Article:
Reggae Reggae Sauce
On 7 February 2007, Levi Roots appeared on Dragons' Den and convinced Peter Jones and Richard Farleigh to invest £50,000 in return for 40% of his company. The sauce gained fame as a result of his memorable television appearance and on 9 February, Sainsbury's were confirmed to be interested in stocking it. On 7 March, the sauce went on sale nationwide.
The product's catch line is "Put some music in your food". Levi Roots released an accompanying single of his "Reggae Reggae Sauce Song" which he sang whilst pitching his product on Dragons' Den, and also on Harry Hill's TV Burp. The song was released as a download with proceeds going to Comic Relief. In September 2008, Reggae Reggae Sauce was voted as a CoolBrand by a panel of experts and the British public.
Controversy over the product's origins
The origin of the recipe is disputed by Tony Bailey, who runs a West Indian takeaway in Brixton, South London; "The recipe is mine. People round here know, but we don’t say."
In 2010, Bailey filed a preliminary claim in the High Court for more than £300,000 claiming that, as the inventor of the sauce, he was entitled to a share of profits.
Roots ran a jerk chicken stall at the Notting Hill Carnival for 15 years with Bailey. Levi Roots gave evidence to the High Court and admitted that previous claims made by him on Dragons Den and in marketing for his product, including the claim that the recipe was his grandmother's, were untrue.
However, Judge Mark Pelling QC dismissed Mr Bailey's claims for breach of contract and breach of confidence. He told the court: "This was a dishonest claim, dishonestly advanced." No solid evidence had been offered to support Mr Bailey's claim that he was the original inventor of the sauce. Lawyers said they estimated the legal battle had cost more than £1m in total and the judge said Mr Roots was entitled to have his costs paid.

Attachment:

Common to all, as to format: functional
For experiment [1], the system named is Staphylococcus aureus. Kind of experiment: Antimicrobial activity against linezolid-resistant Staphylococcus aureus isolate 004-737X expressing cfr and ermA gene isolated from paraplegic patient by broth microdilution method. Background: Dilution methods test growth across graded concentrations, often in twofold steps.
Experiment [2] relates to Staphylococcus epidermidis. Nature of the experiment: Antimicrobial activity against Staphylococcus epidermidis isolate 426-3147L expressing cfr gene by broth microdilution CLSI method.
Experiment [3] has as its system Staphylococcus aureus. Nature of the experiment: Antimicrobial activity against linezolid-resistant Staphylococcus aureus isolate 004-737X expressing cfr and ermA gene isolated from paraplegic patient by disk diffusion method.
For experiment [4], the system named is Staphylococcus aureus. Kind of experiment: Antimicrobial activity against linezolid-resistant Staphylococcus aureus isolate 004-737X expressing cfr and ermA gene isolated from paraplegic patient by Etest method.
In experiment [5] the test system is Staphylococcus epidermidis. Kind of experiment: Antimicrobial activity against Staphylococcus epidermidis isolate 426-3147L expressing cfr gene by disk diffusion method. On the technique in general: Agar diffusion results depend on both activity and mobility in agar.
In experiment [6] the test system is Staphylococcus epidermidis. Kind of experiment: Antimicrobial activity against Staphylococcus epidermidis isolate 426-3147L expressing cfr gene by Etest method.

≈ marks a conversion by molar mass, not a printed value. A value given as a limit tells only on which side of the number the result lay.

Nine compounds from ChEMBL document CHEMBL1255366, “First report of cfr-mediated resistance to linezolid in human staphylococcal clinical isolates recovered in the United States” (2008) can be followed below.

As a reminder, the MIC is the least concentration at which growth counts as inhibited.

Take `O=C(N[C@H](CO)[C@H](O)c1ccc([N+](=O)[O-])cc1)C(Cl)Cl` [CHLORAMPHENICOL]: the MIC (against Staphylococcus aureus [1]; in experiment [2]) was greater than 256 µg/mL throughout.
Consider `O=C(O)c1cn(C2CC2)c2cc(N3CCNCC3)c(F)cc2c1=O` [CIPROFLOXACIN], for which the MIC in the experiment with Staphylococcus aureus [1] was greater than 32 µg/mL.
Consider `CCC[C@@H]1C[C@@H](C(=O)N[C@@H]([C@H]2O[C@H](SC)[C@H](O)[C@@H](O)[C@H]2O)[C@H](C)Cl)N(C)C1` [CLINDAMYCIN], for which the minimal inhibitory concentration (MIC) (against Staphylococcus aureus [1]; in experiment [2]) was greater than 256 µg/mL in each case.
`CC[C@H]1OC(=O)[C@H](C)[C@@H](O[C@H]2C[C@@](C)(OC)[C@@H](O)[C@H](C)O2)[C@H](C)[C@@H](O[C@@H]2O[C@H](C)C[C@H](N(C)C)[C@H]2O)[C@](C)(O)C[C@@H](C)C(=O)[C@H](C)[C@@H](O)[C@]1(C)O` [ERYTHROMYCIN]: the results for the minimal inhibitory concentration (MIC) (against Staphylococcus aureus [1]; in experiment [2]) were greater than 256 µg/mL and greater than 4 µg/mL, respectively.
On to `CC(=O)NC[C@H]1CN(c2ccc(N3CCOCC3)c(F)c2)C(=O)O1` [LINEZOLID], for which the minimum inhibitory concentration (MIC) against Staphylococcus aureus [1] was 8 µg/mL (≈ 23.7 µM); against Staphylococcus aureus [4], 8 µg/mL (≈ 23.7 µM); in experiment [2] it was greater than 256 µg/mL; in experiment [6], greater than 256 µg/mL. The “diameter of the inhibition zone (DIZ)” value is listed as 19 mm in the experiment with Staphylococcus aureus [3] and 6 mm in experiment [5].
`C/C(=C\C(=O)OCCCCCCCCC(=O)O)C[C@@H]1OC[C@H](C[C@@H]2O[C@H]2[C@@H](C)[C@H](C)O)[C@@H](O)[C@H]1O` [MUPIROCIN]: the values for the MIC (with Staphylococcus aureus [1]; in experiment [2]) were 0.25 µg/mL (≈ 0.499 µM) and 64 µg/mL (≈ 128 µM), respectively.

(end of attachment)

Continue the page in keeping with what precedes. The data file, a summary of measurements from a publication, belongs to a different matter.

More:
Production and Expansion
Reggae Reggae Sauce is manufactured by G Costa, a division of Associated British Foods.
Despite Levi saying he wanted production of his sauce to continue in the UK, production moved from Wales to Poland in March 2007.
Initially the sauce was carried exclusively in Sainsbury's supermarkets but now many supermarkets in the UK and Ireland stock the sauce. A follow-up episode of Dragons' Den, aired on 18 July 2007, revealed that Sainsbury's had expected the sauce to sell 50,000 bottles in its first year. In fact it sold 40,000-50,000 bottles per week.
In the first half of 2008, Roots launched "Love Apple Tomato Sauce" and "Fiery Guava Dipping Sauce" in the same style as Reggae Reggae sauce. A cookbook called Reggae Reggae Cookbook was released in June 2008. The "Love Apple Tomato Sauce" was later renamed "Reggae Reggae Tomato Ketchup".
Restaurants Subway, JD Wetherspoon, Hungry Horse, Slug and Lettuce as well as the Scream Pub chain now offer the sauce on various menu items. In July 2009, Birds Eye released chicken Chargrills in Reggae Reggae Sauce.
In the summer of 2010, snacks were added to the range of products with the launch of Reggae Reggae Peanuts and Cashews. These peanuts are covered in the original Reggae Reggae Sauce and seasonings. Subsequently a range of Reggae Reggae flavoured Caribbean ready meals was launched.
In 2012, a new "Mild" variant of the sauce was released. A new advert was made at the same time.
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- How successful was Levi Roots after Dragons Den
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- "Dragons' Den chef tastes success". BBC News. 7 March 2007. Retrieved 15 October 2009.
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- Is Reggae Reggae Sauce a family recipe?
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- Gye, Hugo (17 November 2011). "Reggae Reggae lies! Sauce millionaire Levi Roots admits 'I lied on Dragons' Den - it wasn't my grandmother's recipe'". Daily Mail (London).
- Noble, Frederick. "Reggae Reggae Record Keeping". Albright Patents. Retrieved 18 March 2012.
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- "179 job losses at sauce factories". BBC News. 28 March 2007.
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- Subway adds Reggae Reggae-branded spicy sub
- Levi Launches Chilled Caribbean Meals Range
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- Domino’s gets set to launch the new Reggae Reggae pizza
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- Official Reggae Reggae Sauce website
- Dragon slayer bottles his secrets Interview with The Guardian, 11 March 2007